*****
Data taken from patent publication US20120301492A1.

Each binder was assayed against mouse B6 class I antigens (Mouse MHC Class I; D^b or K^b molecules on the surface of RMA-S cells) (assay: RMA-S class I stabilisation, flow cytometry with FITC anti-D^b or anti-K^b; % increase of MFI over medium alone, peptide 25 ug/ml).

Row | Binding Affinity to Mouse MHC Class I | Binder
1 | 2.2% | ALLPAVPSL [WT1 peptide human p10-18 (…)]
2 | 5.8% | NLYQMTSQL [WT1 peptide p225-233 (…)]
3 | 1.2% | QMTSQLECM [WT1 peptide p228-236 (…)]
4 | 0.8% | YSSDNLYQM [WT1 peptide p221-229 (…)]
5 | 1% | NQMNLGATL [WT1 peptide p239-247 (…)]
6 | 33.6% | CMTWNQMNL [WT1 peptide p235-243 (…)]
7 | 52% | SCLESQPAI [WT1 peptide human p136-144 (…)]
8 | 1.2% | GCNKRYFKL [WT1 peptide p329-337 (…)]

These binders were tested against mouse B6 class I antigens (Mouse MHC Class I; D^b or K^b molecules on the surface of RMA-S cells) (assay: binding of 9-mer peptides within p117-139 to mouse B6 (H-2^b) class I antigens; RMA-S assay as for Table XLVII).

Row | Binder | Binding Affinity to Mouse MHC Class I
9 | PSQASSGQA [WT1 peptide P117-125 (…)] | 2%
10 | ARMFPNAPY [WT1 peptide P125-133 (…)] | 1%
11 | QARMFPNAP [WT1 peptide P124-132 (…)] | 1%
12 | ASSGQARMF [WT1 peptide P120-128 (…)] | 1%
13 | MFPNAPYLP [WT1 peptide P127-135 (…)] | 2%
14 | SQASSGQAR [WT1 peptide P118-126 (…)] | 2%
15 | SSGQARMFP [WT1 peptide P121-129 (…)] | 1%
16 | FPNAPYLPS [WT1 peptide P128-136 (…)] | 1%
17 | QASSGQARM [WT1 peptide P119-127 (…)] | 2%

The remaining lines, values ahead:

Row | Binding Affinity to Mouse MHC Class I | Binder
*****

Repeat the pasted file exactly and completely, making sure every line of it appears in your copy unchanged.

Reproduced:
Data taken from patent publication US20120301492A1.

Each binder was assayed against mouse B6 class I antigens (Mouse MHC Class I; D^b or K^b molecules on the surface of RMA-S cells) (assay: RMA-S class I stabilisation, flow cytometry with FITC anti-D^b or anti-K^b; % increase of MFI over medium alone, peptide 25 ug/ml).

Row | Binding Affinity to Mouse MHC Class I | Binder
1 | 2.2% | ALLPAVPSL [WT1 peptide human p10-18 (…)]
2 | 5.8% | NLYQMTSQL [WT1 peptide p225-233 (…)]
3 | 1.2% | QMTSQLECM [WT1 peptide p228-236 (…)]
4 | 0.8% | YSSDNLYQM [WT1 peptide p221-229 (…)]
5 | 1% | NQMNLGATL [WT1 peptide p239-247 (…)]
6 | 33.6% | CMTWNQMNL [WT1 peptide p235-243 (…)]
7 | 52% | SCLESQPAI [WT1 peptide human p136-144 (…)]
8 | 1.2% | GCNKRYFKL [WT1 peptide p329-337 (…)]

These binders were tested against mouse B6 class I antigens (Mouse MHC Class I; D^b or K^b molecules on the surface of RMA-S cells) (assay: binding of 9-mer peptides within p117-139 to mouse B6 (H-2^b) class I antigens; RMA-S assay as for Table XLVII).

Row | Binder | Binding Affinity to Mouse MHC Class I
9 | PSQASSGQA [WT1 peptide P117-125 (…)] | 2%
10 | ARMFPNAPY [WT1 peptide P125-133 (…)] | 1%
11 | QARMFPNAP [WT1 peptide P124-132 (…)] | 1%
12 | ASSGQARMF [WT1 peptide P120-128 (…)] | 1%
13 | MFPNAPYLP [WT1 peptide P127-135 (…)] | 2%
14 | SQASSGQAR [WT1 peptide P118-126 (…)] | 2%
15 | SSGQARMFP [WT1 peptide P121-129 (…)] | 1%
16 | FPNAPYLPS [WT1 peptide P128-136 (…)] | 1%
17 | QASSGQARM [WT1 peptide P119-127 (…)] | 2%

The remaining lines, values ahead:

Row | Binding Affinity to Mouse MHC Class I | Binder